DESCRIPTION (provided by applicant): This application outlines an exploratory study of daily stress processes and emotional well-being among couples across the transition to parenthood. The study will longitudinally examine links between daily stressors, couple functioning, and depression/anxiety in the context of a randomized trial of an intervention previously shown to reduce maternal depression and enhance inter-parental relations. Recent investigations have enriched our understanding of the day-to-day processes through which stress disrupts physical, emotional, and mental well-being;however, the proposed study would be one of the first projects using daily diary methods to study the daily lives of couples during the transition to parenthood. This investigation is of great potential significance because the stressful period of early parenthood coincides with the period of children's greatest vulnerability and need for a warm, security- promoting family context. The findings of this study will inform a more intensive RO1 application, which will address the issues explored here in a more comprehensive and intensive manner. Such research offers the potential to yield new and important knowledge about both basic processes and intervention mechanisms that will be valuable in refining couple-level interventions. PUBLIC HEALTH RELEVANCE: This project explores the links between daily stress processes among couples and global mental health and couple relationship quality across the transition to parenthood. The transition to parenthood is a stressful period for many couples, leading to declines in levels of relationship satisfaction and increases in levels of depression and anxiety among new parents. Understanding the daily processes that contribute to these problems is an important precursor of refining prevention programs for new parents. This project will be embedded in a larger prevention trial of such a prevention program, and will also explore whether intervention impact on relationship quality and mental health is due to intervention effects on daily stress processes.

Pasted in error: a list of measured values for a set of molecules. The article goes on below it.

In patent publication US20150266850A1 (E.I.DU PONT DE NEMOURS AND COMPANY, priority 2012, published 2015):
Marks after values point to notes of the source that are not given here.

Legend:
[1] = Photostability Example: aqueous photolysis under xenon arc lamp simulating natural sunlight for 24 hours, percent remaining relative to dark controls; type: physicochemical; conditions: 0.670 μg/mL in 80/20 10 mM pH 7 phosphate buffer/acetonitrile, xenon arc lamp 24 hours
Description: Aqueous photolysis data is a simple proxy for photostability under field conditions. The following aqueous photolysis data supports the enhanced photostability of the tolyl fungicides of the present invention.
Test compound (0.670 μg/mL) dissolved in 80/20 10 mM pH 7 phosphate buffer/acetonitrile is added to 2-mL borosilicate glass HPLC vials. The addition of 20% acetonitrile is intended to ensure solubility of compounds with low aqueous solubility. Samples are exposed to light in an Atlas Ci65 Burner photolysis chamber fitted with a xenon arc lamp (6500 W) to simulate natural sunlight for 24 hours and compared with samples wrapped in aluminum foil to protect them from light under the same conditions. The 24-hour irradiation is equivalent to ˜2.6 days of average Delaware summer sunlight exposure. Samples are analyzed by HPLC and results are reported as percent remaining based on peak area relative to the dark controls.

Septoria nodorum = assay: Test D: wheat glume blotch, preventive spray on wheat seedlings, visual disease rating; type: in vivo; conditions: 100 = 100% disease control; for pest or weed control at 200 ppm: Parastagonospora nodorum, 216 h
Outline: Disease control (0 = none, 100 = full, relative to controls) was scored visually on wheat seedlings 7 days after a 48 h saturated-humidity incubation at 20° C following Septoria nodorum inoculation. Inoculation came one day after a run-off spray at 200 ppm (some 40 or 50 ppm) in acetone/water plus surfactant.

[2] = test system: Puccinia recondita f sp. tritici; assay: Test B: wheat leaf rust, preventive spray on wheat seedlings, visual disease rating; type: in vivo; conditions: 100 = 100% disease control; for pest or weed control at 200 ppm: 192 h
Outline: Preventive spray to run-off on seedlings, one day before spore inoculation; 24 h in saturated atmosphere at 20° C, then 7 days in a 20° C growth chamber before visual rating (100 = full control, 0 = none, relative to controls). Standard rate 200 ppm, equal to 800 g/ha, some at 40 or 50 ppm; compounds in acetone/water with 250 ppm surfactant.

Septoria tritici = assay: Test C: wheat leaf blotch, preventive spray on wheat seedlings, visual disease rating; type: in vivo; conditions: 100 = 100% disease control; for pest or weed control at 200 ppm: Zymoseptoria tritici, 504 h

|Effective start/end date||3/1/09 → 2/28/13|
- Eunice Kennedy Shriver National Institute of Child Health and Human Development: $199,613.00
- Eunice Kennedy Shriver National Institute of Child Health and Human Development: $166,852.00
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